STL Scribbler Profile: Steve Erdmann

The second in an ongoing series of posts profiling members of the STL Scribblers writing group at Central Library. Steve Erdmann has been one of our most consistent members since the group’s inception in 2011. Reading Steve’s work, you’re never quite sure when you will stumble upon a terrifying Lovecraftian monster, a cannibalistic rite, or a secretive cabal, although the fantastic elements of his work are also grounded by encyclopedic pop-cultural recall and a strong sense of place. Here he poses at the Central Library’s summer Wizard of Oz exhibit, of which he said, “That’s what my life’s been like.”

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Your work shows a lot of diverse influences, from old Warner Brothers horror movies to The Twilight Zone to rock music. How do these influences work their way into your own writing?

I try to be unique yet universal, capture the genre and the mood and tone of various authors into my own work, yet leaving my definite ‘stamp’. Since I derive inspiration from multiple sources, my writing can reflect different styles.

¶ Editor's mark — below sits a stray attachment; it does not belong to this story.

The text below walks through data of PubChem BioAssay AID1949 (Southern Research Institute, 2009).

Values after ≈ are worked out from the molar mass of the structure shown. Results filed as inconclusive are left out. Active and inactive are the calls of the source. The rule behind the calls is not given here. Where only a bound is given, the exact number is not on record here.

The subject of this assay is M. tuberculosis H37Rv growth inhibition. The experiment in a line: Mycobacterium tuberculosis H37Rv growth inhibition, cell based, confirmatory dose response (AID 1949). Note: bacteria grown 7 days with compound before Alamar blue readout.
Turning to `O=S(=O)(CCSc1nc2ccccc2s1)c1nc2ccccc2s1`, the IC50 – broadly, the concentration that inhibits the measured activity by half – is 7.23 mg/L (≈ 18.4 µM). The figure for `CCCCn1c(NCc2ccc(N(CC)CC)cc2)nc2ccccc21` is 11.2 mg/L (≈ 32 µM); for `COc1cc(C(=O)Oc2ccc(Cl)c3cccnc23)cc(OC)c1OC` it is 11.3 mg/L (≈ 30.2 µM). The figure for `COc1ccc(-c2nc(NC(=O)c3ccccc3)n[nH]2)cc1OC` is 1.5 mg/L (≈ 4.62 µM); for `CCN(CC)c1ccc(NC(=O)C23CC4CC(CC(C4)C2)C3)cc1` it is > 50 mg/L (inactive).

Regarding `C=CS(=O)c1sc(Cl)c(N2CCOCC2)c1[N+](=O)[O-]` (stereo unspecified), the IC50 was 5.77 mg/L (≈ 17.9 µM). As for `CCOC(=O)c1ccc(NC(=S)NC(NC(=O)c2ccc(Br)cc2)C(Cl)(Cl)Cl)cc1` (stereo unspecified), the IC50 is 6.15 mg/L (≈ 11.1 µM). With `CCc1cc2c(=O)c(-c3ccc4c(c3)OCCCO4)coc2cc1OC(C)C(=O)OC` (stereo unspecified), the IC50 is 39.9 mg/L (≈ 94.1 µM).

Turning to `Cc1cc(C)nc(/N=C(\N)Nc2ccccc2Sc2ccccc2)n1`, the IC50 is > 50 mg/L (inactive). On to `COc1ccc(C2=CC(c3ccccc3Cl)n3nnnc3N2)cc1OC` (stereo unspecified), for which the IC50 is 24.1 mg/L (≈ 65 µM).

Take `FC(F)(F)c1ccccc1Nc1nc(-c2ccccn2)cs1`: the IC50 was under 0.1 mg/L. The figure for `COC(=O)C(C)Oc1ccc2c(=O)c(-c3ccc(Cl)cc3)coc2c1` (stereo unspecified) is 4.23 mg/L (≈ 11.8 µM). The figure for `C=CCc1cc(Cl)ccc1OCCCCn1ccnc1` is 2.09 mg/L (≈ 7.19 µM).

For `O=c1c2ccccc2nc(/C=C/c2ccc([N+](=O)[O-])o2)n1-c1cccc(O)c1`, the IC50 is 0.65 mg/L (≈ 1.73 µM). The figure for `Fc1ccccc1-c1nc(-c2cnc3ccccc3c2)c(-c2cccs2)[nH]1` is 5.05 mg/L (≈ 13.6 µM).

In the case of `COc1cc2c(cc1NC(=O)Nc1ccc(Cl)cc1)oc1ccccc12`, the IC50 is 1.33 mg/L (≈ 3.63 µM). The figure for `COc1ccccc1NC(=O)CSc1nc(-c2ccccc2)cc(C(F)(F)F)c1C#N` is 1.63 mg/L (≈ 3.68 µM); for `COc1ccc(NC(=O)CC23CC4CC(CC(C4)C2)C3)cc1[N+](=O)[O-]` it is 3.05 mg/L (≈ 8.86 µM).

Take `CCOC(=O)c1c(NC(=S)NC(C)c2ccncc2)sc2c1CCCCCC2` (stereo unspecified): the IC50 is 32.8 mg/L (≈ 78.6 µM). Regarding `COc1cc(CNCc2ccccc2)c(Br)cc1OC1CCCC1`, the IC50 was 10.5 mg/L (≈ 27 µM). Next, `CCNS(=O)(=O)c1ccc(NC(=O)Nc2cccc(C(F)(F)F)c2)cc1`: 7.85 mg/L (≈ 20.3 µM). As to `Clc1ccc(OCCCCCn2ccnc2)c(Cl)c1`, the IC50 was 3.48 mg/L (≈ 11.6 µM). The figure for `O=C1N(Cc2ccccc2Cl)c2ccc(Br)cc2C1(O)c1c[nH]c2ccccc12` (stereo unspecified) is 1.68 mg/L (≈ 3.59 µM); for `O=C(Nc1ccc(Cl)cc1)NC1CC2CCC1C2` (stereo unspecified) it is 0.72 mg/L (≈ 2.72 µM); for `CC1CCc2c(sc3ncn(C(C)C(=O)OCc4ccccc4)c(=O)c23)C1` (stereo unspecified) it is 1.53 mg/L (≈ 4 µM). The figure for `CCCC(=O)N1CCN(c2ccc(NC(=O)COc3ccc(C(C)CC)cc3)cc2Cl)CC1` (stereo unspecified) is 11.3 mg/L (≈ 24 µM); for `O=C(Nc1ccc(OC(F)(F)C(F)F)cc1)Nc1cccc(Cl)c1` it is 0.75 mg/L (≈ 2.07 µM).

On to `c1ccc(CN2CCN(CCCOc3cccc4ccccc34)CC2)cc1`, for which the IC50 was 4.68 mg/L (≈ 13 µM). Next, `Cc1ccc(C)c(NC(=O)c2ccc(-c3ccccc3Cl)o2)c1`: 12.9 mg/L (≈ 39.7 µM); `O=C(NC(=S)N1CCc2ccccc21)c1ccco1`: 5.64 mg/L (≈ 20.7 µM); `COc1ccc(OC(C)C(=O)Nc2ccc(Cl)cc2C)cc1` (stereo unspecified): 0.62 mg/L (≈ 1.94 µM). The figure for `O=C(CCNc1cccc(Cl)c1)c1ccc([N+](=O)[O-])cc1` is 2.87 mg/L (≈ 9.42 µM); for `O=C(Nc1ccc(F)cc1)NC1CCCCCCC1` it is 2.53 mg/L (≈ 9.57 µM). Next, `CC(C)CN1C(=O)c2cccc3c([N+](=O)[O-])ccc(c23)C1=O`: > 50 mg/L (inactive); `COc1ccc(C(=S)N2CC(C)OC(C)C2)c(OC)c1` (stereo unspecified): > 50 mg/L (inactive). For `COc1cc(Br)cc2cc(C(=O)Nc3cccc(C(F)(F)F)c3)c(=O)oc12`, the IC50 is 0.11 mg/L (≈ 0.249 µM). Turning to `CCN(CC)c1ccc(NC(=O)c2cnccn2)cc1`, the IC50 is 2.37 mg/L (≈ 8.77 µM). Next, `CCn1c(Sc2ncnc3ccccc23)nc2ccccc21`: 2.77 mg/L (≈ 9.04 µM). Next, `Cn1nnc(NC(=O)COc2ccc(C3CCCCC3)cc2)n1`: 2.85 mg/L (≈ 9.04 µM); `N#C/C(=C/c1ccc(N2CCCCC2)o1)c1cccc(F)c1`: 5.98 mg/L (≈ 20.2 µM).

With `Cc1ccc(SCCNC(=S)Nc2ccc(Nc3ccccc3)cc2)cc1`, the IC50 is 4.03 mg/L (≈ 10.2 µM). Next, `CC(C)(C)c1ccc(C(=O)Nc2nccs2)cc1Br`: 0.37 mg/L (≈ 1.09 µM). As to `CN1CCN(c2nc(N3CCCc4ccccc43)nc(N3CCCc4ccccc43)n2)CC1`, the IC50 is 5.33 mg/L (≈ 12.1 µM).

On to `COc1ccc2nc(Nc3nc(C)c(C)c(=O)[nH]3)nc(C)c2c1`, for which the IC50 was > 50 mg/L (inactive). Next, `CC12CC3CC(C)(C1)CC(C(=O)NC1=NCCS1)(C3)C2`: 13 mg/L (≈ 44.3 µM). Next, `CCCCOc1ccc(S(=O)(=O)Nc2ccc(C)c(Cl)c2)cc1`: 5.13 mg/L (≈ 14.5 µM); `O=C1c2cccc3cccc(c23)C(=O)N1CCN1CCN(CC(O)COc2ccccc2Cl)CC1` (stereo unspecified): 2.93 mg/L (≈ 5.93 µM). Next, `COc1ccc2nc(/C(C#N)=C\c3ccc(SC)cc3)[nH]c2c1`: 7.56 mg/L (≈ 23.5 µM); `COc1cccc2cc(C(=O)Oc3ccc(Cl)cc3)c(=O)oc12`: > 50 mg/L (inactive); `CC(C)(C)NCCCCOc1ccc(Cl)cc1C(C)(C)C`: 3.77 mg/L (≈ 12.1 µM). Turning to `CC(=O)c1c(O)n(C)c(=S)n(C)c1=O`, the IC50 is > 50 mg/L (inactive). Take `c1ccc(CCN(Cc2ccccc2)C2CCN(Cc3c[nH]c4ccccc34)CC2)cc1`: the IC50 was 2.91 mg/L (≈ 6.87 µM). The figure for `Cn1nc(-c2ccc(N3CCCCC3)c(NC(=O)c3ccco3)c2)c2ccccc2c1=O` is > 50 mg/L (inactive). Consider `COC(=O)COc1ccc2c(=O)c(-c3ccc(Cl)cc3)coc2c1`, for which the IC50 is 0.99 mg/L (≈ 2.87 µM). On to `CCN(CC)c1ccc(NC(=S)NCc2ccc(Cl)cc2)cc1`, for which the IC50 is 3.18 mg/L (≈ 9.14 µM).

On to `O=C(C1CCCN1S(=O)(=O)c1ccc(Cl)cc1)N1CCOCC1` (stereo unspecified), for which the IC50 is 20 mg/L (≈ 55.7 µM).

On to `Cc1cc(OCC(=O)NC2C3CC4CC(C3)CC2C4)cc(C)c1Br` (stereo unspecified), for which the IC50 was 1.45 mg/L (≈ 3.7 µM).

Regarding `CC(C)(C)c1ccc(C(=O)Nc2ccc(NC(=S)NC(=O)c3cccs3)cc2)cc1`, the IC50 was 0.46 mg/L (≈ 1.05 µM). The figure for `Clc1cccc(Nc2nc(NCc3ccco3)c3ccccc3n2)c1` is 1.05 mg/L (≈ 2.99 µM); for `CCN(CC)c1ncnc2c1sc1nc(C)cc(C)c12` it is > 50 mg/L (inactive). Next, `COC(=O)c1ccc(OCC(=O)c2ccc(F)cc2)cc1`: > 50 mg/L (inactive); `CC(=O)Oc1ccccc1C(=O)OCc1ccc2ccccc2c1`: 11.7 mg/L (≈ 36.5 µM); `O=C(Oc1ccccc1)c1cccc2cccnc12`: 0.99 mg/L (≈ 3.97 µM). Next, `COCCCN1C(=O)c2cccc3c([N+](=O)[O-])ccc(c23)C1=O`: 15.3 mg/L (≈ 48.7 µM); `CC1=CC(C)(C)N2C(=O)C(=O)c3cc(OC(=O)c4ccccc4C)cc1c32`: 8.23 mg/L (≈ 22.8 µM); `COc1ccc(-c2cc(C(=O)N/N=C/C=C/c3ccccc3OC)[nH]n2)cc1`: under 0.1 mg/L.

You’ve written about St. Louis, specifically the Carondelet neighborhood and how it has changed over the years. Talk a little about why this city appeals to you as a fictional setting.

A lot of good and bad happened to me in my childhood that has shaped my worldview. I am primarily a slice of ‘time’ from World War II through the Space Age. One of the big events in my early life while in an orphanage was watching the atomic bomb tests on TV out in Nevada.

We haven’t talked a lot about this, but I know you’re interested in secret or suppressed U.S. history, UFOs, paranormal activity – what a skeptic might call “conspiracy theory.” Do you see a connection between these interests and the urge to write fiction?

Certainly, science-fiction/fiction is often prophetic. Reality can often be stranger than fiction, or visa versa. I do believe that there is a psychic/paranormal side to humanity and that quantum physics is beginning to scientifically prove that.

You’ve named H.P. Lovecraft and Stephen King as some of your favorite writers. Are there any other important writers working in the horror/weird genre that we may not have heard of?

Michael John Moorcock, James Dickey, Philip K. Dick, H.G. Wells; Richard S. Shaver and Ray Palmer of AMAZING STORIES fame, and his inauguration of FATE Magazine. There are so many.

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